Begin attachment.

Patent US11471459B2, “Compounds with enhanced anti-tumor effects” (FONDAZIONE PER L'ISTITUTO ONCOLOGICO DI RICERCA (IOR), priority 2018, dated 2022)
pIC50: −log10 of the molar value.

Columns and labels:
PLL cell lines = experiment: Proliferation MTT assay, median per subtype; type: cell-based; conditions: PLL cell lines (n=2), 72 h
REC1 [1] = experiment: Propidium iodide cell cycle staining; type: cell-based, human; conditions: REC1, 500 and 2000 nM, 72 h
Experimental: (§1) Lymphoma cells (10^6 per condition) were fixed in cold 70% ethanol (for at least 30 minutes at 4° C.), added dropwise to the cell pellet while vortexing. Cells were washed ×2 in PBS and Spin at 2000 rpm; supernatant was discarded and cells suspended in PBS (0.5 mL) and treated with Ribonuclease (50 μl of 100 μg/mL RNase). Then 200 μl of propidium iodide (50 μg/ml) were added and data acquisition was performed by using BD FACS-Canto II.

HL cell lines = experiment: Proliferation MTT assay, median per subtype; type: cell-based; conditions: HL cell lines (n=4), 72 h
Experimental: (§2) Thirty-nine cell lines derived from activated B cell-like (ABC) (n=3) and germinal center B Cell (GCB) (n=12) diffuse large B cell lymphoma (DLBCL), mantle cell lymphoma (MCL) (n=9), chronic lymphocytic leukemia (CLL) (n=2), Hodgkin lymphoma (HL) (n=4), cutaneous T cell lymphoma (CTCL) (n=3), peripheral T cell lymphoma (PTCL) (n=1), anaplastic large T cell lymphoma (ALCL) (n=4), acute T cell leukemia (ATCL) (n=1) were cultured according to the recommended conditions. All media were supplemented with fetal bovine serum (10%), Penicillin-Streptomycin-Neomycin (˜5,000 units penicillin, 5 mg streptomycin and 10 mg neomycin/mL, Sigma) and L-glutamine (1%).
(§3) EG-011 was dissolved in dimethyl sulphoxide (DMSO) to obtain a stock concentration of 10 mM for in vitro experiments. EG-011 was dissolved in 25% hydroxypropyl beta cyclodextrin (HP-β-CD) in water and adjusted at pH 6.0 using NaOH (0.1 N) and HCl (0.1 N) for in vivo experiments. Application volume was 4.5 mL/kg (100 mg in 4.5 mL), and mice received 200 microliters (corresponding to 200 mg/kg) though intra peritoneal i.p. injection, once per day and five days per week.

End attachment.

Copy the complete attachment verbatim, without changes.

Patent US11471459B2, “Compounds with enhanced anti-tumor effects” (FONDAZIONE PER L'ISTITUTO ONCOLOGICO DI RICERCA (IOR), priority 2018, dated 2022)
pIC50: −log10 of the molar value.

Columns and labels:
PLL cell lines = experiment: Proliferation MTT assay, median per subtype; type: cell-based; conditions: PLL cell lines (n=2), 72 h
REC1 [1] = experiment: Propidium iodide cell cycle staining; type: cell-based, human; conditions: REC1, 500 and 2000 nM, 72 h
Experimental: (§1) Lymphoma cells (10^6 per condition) were fixed in cold 70% ethanol (for at least 30 minutes at 4° C.), added dropwise to the cell pellet while vortexing. Cells were washed ×2 in PBS and Spin at 2000 rpm; supernatant was discarded and cells suspended in PBS (0.5 mL) and treated with Ribonuclease (50 μl of 100 μg/mL RNase). Then 200 μl of propidium iodide (50 μg/ml) were added and data acquisition was performed by using BD FACS-Canto II.

HL cell lines = experiment: Proliferation MTT assay, median per subtype; type: cell-based; conditions: HL cell lines (n=4), 72 h
Experimental: (§2) Thirty-nine cell lines derived from activated B cell-like (ABC) (n=3) and germinal center B Cell (GCB) (n=12) diffuse large B cell lymphoma (DLBCL), mantle cell lymphoma (MCL) (n=9), chronic lymphocytic leukemia (CLL) (n=2), Hodgkin lymphoma (HL) (n=4), cutaneous T cell lymphoma (CTCL) (n=3), peripheral T cell lymphoma (PTCL) (n=1), anaplastic large T cell lymphoma (ALCL) (n=4), acute T cell leukemia (ATCL) (n=1) were cultured according to the recommended conditions. All media were supplemented with fetal bovine serum (10%), Penicillin-Streptomycin-Neomycin (˜5,000 units penicillin, 5 mg streptomycin and 10 mg neomycin/mL, Sigma) and L-glutamine (1%).
(§3) EG-011 was dissolved in dimethyl sulphoxide (DMSO) to obtain a stock concentration of 10 mM for in vitro experiments. EG-011 was dissolved in 25% hydroxypropyl beta cyclodextrin (HP-β-CD) in water and adjusted at pH 6.0 using NaOH (0.1 N) and HCl (0.1 N) for in vivo experiments. Application volume was 4.5 mL/kg (100 mg in 4.5 mL), and mice received 200 microliters (corresponding to 200 mg/kg) though intra peritoneal i.p. injection, once per day and five days per week.